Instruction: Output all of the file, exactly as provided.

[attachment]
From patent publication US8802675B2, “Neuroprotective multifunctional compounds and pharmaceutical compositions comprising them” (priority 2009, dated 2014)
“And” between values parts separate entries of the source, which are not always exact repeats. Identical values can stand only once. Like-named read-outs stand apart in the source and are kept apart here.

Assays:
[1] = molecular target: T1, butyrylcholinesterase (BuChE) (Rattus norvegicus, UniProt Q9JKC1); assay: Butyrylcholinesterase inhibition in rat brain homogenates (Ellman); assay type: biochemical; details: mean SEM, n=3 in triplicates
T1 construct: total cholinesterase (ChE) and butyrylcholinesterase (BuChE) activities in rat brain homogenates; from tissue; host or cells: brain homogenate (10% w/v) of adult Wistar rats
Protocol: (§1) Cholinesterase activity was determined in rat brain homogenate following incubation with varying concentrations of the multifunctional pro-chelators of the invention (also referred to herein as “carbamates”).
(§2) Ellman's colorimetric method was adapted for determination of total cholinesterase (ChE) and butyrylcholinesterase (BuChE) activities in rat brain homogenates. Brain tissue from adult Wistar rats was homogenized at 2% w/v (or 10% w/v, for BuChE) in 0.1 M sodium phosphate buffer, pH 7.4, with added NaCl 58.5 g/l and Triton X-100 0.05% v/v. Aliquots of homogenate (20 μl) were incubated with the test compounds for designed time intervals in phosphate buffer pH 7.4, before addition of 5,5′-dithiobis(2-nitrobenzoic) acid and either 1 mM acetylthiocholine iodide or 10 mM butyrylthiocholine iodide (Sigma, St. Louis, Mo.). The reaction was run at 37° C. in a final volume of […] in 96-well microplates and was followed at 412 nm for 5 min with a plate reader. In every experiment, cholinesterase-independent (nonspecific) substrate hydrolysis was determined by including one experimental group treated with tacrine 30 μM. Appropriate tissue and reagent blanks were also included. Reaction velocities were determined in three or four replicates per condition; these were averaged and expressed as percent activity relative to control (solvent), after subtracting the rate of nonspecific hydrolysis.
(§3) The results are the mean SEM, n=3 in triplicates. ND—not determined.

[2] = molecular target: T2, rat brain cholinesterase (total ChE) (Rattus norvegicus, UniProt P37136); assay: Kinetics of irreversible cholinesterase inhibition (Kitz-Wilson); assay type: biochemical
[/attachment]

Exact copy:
From patent publication US8802675B2, “Neuroprotective multifunctional compounds and pharmaceutical compositions comprising them” (priority 2009, dated 2014)
“And” between values parts separate entries of the source, which are not always exact repeats. Identical values can stand only once. Like-named read-outs stand apart in the source and are kept apart here.

Assays:
[1] = molecular target: T1, butyrylcholinesterase (BuChE) (Rattus norvegicus, UniProt Q9JKC1); assay: Butyrylcholinesterase inhibition in rat brain homogenates (Ellman); assay type: biochemical; details: mean SEM, n=3 in triplicates
T1 construct: total cholinesterase (ChE) and butyrylcholinesterase (BuChE) activities in rat brain homogenates; from tissue; host or cells: brain homogenate (10% w/v) of adult Wistar rats
Protocol: (§1) Cholinesterase activity was determined in rat brain homogenate following incubation with varying concentrations of the multifunctional pro-chelators of the invention (also referred to herein as “carbamates”).
(§2) Ellman's colorimetric method was adapted for determination of total cholinesterase (ChE) and butyrylcholinesterase (BuChE) activities in rat brain homogenates. Brain tissue from adult Wistar rats was homogenized at 2% w/v (or 10% w/v, for BuChE) in 0.1 M sodium phosphate buffer, pH 7.4, with added NaCl 58.5 g/l and Triton X-100 0.05% v/v. Aliquots of homogenate (20 μl) were incubated with the test compounds for designed time intervals in phosphate buffer pH 7.4, before addition of 5,5′-dithiobis(2-nitrobenzoic) acid and either 1 mM acetylthiocholine iodide or 10 mM butyrylthiocholine iodide (Sigma, St. Louis, Mo.). The reaction was run at 37° C. in a final volume of […] in 96-well microplates and was followed at 412 nm for 5 min with a plate reader. In every experiment, cholinesterase-independent (nonspecific) substrate hydrolysis was determined by including one experimental group treated with tacrine 30 μM. Appropriate tissue and reagent blanks were also included. Reaction velocities were determined in three or four replicates per condition; these were averaged and expressed as percent activity relative to control (solvent), after subtracting the rate of nonspecific hydrolysis.
(§3) The results are the mean SEM, n=3 in triplicates. ND—not determined.

[2] = molecular target: T2, rat brain cholinesterase (total ChE) (Rattus norvegicus, UniProt P37136); assay: Kinetics of irreversible cholinesterase inhibition (Kitz-Wilson); assay type: biochemical